Editors' Note 04/17/2008: The rating on this review has been modified from 8.0 to 7.6 due to changes in the competitive marketplace.
The Panasonic TH-42PZ700U is one of the most expensive 42-inch plasmas on the market, but it's also the best-performing flat panel of its size we've ever tested. The high price can be blamed squarely on its native resolution--it's the first and only 42-inch 1080p plasma--but the picture quality has little to do with all those pixels. Instead, we noted its deep black levels and realistic shadow detail along with a commendably clean image. Of course, we could complain about other aspects of its performance, namely its color accuracy, but that's not enough to spoil an excellent picture. If you have the cash to burn but don't have the space to go bigger, the Panasonic TH-42PZ700U fits the bill perfectly.
Basic, glossy black defines the style of the Panasonic TH-42PX700U and its larger cousins in the TH-PZ700U series of 1080p plasmas. The 42-inch screen is surrounded by a rather thick black frame, with the top edge angled back slightly from the main front plane. Its sides are augmented by a pair of inch-wide speakers with tiny perforations for better blend-in, and its bottom edge is raked back to match the top. A central flip-up door hides inputs and controls, while a smaller door to the right conceals the memory card slot. Panasonic includes a matching pedestal stand.
Including the stand, the TH-42PX700U measures 42.5 inches wide by 29.8 inches high by 14.6 inches deep, and weighs 99 pounds. Remove the stand and it measures 42.5 inches wide by 27.2 inches high by 5.5 inches deep, and weighs 83.8 pounds.
We really liked Panasonic's remote. Its layout is basically the same as last year's model, but the somewhat larger buttons feel much better. Its keys--of which there are just the right number--are arranged quite logically, and although there's no backlighting, we appreciated the ease with which we were able to locate buttons by feel. The remote can control as many as three other devices. Panasonic's internal menu system is intuitive enough, although we disliked the ease with which you can inadvertently erase your picture settings.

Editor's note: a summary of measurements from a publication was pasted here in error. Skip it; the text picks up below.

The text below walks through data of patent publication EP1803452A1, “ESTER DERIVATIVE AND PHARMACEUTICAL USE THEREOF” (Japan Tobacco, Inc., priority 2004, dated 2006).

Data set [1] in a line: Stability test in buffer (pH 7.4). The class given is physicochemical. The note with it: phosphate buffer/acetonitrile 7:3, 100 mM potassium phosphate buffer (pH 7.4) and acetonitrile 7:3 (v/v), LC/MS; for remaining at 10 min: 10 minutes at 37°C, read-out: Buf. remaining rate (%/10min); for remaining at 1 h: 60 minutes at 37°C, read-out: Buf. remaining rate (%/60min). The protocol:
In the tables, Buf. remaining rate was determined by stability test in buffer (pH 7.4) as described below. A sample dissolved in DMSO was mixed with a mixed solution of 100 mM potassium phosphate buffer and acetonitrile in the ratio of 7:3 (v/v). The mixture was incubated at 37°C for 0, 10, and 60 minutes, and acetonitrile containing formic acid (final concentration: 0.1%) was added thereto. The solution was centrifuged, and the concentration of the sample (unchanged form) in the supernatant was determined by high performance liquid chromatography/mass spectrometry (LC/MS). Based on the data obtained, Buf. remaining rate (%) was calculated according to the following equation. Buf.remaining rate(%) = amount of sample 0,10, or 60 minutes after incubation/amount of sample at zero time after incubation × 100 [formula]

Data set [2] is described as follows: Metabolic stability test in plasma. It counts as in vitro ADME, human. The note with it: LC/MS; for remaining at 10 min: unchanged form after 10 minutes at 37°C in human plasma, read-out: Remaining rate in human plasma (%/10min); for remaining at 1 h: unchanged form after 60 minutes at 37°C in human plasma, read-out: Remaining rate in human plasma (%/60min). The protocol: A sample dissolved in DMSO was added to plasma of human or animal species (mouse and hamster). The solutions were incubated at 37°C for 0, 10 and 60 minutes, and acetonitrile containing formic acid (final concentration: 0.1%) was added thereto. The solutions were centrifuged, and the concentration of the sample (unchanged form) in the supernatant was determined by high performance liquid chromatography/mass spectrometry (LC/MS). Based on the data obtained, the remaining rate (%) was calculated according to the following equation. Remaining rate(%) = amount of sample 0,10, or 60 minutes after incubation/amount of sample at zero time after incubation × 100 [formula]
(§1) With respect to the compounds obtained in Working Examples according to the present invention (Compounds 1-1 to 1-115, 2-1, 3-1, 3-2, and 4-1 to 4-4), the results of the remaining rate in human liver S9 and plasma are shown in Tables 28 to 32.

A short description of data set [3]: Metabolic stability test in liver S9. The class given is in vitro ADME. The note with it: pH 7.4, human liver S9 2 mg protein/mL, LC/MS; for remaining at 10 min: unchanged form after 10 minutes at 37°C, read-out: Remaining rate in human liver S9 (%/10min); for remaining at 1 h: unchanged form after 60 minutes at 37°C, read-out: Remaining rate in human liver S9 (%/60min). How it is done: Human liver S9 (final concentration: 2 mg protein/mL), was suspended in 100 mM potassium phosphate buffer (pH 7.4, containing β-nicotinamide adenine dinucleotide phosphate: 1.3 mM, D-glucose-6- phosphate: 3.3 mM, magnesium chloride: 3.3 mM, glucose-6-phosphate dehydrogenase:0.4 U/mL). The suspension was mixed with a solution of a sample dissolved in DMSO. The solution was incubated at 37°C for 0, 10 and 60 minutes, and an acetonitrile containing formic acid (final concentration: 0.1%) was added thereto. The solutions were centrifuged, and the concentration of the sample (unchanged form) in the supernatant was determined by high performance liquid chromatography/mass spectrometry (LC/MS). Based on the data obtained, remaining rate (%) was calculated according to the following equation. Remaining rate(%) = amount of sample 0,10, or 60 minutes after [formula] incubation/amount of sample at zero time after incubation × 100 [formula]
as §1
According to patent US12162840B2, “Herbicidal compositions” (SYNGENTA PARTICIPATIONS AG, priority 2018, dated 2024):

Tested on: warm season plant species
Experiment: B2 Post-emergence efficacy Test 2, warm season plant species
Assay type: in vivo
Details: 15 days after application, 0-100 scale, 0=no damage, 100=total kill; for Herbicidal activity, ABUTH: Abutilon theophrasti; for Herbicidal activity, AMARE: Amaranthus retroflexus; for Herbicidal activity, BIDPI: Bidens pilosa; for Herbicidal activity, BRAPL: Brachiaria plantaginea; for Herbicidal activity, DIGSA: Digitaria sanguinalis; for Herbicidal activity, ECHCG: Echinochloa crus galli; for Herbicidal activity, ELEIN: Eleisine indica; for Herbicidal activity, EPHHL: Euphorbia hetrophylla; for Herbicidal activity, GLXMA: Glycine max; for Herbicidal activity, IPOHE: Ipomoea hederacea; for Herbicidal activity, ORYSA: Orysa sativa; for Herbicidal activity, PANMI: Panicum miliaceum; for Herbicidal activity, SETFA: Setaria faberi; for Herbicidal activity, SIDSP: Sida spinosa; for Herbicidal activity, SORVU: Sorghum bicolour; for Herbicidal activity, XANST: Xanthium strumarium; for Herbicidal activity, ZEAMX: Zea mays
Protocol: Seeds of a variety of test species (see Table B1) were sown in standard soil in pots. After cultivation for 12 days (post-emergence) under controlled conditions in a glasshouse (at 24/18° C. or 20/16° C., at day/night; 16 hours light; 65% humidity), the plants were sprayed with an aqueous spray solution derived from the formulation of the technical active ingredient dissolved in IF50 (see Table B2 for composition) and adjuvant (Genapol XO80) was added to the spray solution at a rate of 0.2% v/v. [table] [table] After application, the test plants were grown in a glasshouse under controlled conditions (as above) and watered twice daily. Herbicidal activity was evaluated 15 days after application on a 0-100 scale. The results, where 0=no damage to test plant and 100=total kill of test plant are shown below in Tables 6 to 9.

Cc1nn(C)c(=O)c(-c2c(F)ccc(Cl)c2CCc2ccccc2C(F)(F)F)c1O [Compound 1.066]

As we've mentioned, the Panasonic TH-42PZ700U's main claim to fame is its pixel count. It has a native resolution of 1,920x1,080 pixels (or, 1080p), the highest available today, and significantly higher than the 1,024x768 resolution commonly available at this screen size. As we found, however, you'll have to sit quite close to the screen to appreciate the benefits of 1080p (see below). All of those pixels allow it to resolve every detail of 1080i and 1080p sources, while all other sources, including 720p HDTV, DVD, and standard-definition television, are scaled to fit the pixels.
Otherwise, the TH-42PZ700U has the feature set of a perfectly normal flat-panel HDTV. It incorporates a good number of picture adjustments, although there is one missing piece--it lacks the ability to fine-tune color temperature beyond the three presets. We did appreciate that the three overall picture presets are adjustable, and there's a fourth adjustable mode labeled "Custom" that's independent per input.